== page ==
Eat These Tunes, Videomonster!
What is easily the measure of a musical artist's
success? Duh! Video! No successful bands ever got away without having
the best videos with them lipsynching the best on TRL. It just didn't
ever happen. Napoleon wouldn't have been such a successful general without
his hot music videos, and I'm not about to fail where he succeeded!
The first ideas of music videos I was ever
involved in were during the time period of The
Adventures of Joe. My sister and I were absolutely camera-crazy. We
recorded a music video to The Small Faces' "The Nice," where
I wore a hippie hat with black hair protruding from it (at this time,
I had little head hair to claim for myself), and I looked just like Ozzy
Osbourne. Unfortunately for you, that video doesn't exist to my knowledge.
After that, most of The Adventures of Joe could possibly be considered
music videos, but I know we had some honest-to-the-balls music videos
at some point....
It wasn't until I was working on Turkey's
Revenge that a music video to MY music ever seemed in-the-question.
My sister and I were babysitting two young'ns, Chloe and Elliot Stuart,
and as a method of calming them down, I created a remix of some of their
speech called "Go for a Walk."
Chloe and Elliot were so excited, they wanted
to make a music video. Or maybe I did. Or maybe my sister did. Either
way, we got to doing so. Since I had recently edited The Adventures of
Joe in its snazzy, failed Video CD format, I knew a little about computer
editing, and we kept that in mind while filming. We attached Christmas
lights to the socket in our house which could be turned on and off with
the light switch and filmed them wrapped them around Elliot as he moved
around. We filmed myopic flashing green skeleton lights. We filmed Chloe
dancing. We filmed my hand in a glove going over a blanket. We filmed
In the end there were around 30 seconds of
usable footage. Taking that in with our primitive capture card, I was
able to edit the first half first, then the second half afterwards and
I joined them together (it suffered the same problems described in the
TAoJ section). The video was an instant hit! Straight to #1!!!
Years later, a film project was advertised
in the local paper which sparked the collective interest of Joe, Chad,
and myself. The premise was that entries have to have toasters in them.
That was all.
Sometimes, Joe will randomly start dancing
to music he hears in public places. He did that one day while we were
in the mall talking about toaster ideas, and I shouted, "You could
always just dance like that near a toaster!" We kept talking about
funny special effects, such as multiple copies of himself... it got outrageous.
Either way, he did say he was going to do it, but what was he going to
Music I made for him, of course! Every idea
past my initial dancing+toaster concept was his, though he still insists
the whole thing was his idea (NOPE!). Joe also made another toaster video,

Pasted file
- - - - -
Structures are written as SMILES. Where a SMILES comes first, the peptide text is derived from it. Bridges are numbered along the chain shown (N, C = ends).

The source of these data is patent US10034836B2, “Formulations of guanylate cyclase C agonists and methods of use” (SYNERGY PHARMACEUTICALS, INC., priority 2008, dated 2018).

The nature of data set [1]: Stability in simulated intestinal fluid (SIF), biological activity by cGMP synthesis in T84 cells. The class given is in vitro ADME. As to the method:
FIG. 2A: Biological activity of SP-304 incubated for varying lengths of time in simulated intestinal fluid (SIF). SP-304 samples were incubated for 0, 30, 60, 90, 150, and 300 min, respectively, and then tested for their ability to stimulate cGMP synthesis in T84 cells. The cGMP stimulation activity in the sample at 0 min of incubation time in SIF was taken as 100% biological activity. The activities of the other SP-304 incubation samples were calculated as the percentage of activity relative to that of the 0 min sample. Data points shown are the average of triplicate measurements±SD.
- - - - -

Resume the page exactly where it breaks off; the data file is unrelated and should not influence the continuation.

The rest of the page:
but neither of them got turned in to the contest. After the success of
the Wrotenmusic+Worthenvideo combination, there have been quite a few
When Joe was still trying to decide what college to go to, he was getting together some videos to submit to his various choices. He wanted to make a brand new one, too, mixing strange video and manually-scanned animation. The resulting video was the ever-strange "Guest"...
He wanted some piano and breakbeat music. I believe that's what I gave him! It's a bizarre video, definitely.
Months later, he had to make a montage video for his film class. Most people had to construct their video around the music they picked, but Joe knew he could use my skills to do his in reverse. He came over and mapped out what happened at different time markers, and I crafted the music in a two-hour session with him. The result is "The Shift"...
I am disappointed that he wanted techno so adamantly in the middle section, but... it's his video.
Stemming as another idea in the Wm+Wv line
of success, I had the idea to write an electronic piece of music and give
it to both Joe and his Film and Video class to see how he interpreted
it in contrast with them. Unfortunately, things got all wishy-washy and
the video became a collaboration of everyone together (including Joe).
At first, it seems like it could possibly
be cool... until you realize that it's a breakup video. Does my music
sound like anything relating to breakups? NO! It sounds like subtle violence
involving breaking televisions and golfclubs, which was Joe's idea.
Once in college, I hooked up with the famous Matt Aughtry to work on soundtracks for him. The first he wanted me to do was a violin/piano piece for a pseudo-French New Wave film, "Les Brisures."
I had two days to write the music since the film was being entered in a competition. It seems like I may just have said, "Naw, not enough time," but I really enjoyed the deadline. I wrote the whole soundtrack in eight hours. It's quite lovely. The version in the video is merely computer playback, though. Shucks.
I've continued to work with Matt since, producing many soundtracks for his films. Another of particular interest is the ~9 minute "Time After Time." Matt wanted to pay homage to the late Charlie Chaplin, so he donned the outfit and character and made his own silent film...
I spent a week making the piano soundtrack (again, sadly performed only by the computer for the video). It shifts from being very tonal in the beginning (the past) to atonal and crazy in the middle (the present) and back. I really dig it, though silent films aren't generally my cup of tea.